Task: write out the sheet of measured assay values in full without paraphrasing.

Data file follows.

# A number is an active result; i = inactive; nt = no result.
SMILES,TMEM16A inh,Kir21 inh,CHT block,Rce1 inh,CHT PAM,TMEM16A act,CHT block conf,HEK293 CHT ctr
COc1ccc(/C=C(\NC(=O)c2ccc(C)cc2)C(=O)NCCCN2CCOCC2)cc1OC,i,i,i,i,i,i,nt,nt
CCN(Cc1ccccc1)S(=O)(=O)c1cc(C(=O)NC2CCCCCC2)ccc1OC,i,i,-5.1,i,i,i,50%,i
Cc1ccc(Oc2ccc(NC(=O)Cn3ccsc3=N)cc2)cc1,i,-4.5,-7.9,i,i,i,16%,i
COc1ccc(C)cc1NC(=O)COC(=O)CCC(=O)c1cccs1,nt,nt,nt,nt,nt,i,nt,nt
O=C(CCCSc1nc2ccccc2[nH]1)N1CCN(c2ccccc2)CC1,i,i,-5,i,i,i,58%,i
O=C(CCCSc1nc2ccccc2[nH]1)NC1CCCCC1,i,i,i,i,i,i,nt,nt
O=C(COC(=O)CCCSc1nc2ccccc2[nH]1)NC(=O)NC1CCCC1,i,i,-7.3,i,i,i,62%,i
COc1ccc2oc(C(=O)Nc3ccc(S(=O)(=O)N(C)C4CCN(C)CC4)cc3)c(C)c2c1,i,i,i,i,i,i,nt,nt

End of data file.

# A number is an active result; i = inactive; nt = no result.
SMILES,TMEM16A inh,Kir21 inh,CHT block,Rce1 inh,CHT PAM,TMEM16A act,CHT block conf,HEK293 CHT ctr
COc1ccc(/C=C(\NC(=O)c2ccc(C)cc2)C(=O)NCCCN2CCOCC2)cc1OC,i,i,i,i,i,i,nt,nt
CCN(Cc1ccccc1)S(=O)(=O)c1cc(C(=O)NC2CCCCCC2)ccc1OC,i,i,-5.1,i,i,i,50%,i
Cc1ccc(Oc2ccc(NC(=O)Cn3ccsc3=N)cc2)cc1,i,-4.5,-7.9,i,i,i,16%,i
COc1ccc(C)cc1NC(=O)COC(=O)CCC(=O)c1cccs1,nt,nt,nt,nt,nt,i,nt,nt
O=C(CCCSc1nc2ccccc2[nH]1)N1CCN(c2ccccc2)CC1,i,i,-5,i,i,i,58%,i
O=C(CCCSc1nc2ccccc2[nH]1)NC1CCCCC1,i,i,i,i,i,i,nt,nt
O=C(COC(=O)CCCSc1nc2ccccc2[nH]1)NC(=O)NC1CCCC1,i,i,-7.3,i,i,i,62%,i
COc1ccc2oc(C(=O)Nc3ccc(S(=O)(=O)N(C)C4CCN(C)CC4)cc3)c(C)c2c1,i,i,i,i,i,i,nt,nt